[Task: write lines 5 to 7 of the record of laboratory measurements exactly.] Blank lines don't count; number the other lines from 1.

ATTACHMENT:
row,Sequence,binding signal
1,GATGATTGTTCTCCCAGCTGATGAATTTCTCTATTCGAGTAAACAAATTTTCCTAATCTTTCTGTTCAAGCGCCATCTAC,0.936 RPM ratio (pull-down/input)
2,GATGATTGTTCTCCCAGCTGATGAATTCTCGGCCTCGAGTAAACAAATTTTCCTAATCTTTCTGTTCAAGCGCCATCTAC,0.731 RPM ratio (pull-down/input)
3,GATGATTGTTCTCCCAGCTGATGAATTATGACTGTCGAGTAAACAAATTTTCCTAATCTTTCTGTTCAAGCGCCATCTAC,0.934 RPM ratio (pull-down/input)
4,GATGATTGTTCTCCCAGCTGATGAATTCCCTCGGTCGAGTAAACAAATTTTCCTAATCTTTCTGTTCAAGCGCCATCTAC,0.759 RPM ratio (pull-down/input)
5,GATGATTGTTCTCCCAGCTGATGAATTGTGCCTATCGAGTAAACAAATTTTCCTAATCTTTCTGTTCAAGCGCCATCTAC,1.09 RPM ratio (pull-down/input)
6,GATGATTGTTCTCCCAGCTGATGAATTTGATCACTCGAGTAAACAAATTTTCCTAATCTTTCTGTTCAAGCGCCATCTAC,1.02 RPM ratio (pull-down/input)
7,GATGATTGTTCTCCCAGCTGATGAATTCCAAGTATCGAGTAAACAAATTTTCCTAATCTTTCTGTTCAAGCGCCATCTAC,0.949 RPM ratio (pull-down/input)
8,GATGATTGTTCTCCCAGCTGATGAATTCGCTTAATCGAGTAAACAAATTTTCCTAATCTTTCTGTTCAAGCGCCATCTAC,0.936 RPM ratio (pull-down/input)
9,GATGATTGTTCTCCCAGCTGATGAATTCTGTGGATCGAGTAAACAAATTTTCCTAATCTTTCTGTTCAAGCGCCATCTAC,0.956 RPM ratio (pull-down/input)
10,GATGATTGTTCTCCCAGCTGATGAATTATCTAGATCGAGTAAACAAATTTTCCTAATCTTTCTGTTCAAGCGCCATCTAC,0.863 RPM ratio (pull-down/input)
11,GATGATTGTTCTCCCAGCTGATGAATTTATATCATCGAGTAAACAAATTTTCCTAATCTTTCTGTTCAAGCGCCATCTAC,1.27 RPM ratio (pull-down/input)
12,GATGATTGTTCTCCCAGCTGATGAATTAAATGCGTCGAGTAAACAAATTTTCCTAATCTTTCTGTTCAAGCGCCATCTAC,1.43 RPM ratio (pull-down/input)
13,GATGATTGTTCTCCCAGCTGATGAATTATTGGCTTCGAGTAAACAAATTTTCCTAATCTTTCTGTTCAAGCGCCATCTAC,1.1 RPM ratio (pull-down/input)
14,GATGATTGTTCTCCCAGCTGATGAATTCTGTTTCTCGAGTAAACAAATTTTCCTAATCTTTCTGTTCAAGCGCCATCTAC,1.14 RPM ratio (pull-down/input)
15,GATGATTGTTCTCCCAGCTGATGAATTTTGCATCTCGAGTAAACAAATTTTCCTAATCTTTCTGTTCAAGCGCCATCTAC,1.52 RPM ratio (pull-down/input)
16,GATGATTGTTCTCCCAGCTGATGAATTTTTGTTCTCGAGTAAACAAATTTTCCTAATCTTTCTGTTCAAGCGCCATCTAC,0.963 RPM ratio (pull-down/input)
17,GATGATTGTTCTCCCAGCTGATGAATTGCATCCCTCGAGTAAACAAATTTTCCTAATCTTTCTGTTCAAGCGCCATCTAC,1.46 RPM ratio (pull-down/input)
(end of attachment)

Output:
4,GATGATTGTTCTCCCAGCTGATGAATTCCCTCGGTCGAGTAAACAAATTTTCCTAATCTTTCTGTTCAAGCGCCATCTAC,0.759 RPM ratio (pull-down/input)
5,GATGATTGTTCTCCCAGCTGATGAATTGTGCCTATCGAGTAAACAAATTTTCCTAATCTTTCTGTTCAAGCGCCATCTAC,1.09 RPM ratio (pull-down/input)
6,GATGATTGTTCTCCCAGCTGATGAATTTGATCACTCGAGTAAACAAATTTTCCTAATCTTTCTGTTCAAGCGCCATCTAC,1.02 RPM ratio (pull-down/input)